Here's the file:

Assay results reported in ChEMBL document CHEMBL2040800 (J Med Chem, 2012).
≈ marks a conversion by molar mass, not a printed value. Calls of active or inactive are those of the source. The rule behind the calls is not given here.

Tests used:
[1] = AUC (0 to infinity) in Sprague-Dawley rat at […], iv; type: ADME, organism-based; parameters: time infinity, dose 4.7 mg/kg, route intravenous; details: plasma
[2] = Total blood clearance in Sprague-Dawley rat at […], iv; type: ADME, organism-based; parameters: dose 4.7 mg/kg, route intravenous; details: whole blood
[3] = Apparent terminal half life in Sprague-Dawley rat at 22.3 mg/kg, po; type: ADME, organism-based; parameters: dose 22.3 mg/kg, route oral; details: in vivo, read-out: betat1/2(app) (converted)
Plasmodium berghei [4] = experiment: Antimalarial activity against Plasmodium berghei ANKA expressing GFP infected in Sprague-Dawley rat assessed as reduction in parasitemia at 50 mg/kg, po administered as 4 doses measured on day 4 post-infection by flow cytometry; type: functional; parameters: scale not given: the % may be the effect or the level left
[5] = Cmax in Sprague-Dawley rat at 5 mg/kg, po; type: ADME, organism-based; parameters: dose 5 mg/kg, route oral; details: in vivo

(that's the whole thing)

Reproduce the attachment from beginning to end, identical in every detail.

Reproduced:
Assay results reported in ChEMBL document CHEMBL2040800 (J Med Chem, 2012).
≈ marks a conversion by molar mass, not a printed value. Calls of active or inactive are those of the source. The rule behind the calls is not given here.

Tests used:
[1] = AUC (0 to infinity) in Sprague-Dawley rat at […], iv; type: ADME, organism-based; parameters: time infinity, dose 4.7 mg/kg, route intravenous; details: plasma
[2] = Total blood clearance in Sprague-Dawley rat at […], iv; type: ADME, organism-based; parameters: dose 4.7 mg/kg, route intravenous; details: whole blood
[3] = Apparent terminal half life in Sprague-Dawley rat at 22.3 mg/kg, po; type: ADME, organism-based; parameters: dose 22.3 mg/kg, route oral; details: in vivo, read-out: betat1/2(app) (converted)
Plasmodium berghei [4] = experiment: Antimalarial activity against Plasmodium berghei ANKA expressing GFP infected in Sprague-Dawley rat assessed as reduction in parasitemia at 50 mg/kg, po administered as 4 doses measured on day 4 post-infection by flow cytometry; type: functional; parameters: scale not given: the % may be the effect or the level left
[5] = Cmax in Sprague-Dawley rat at 5 mg/kg, po; type: ADME, organism-based; parameters: dose 5 mg/kg, route oral; details: in vivo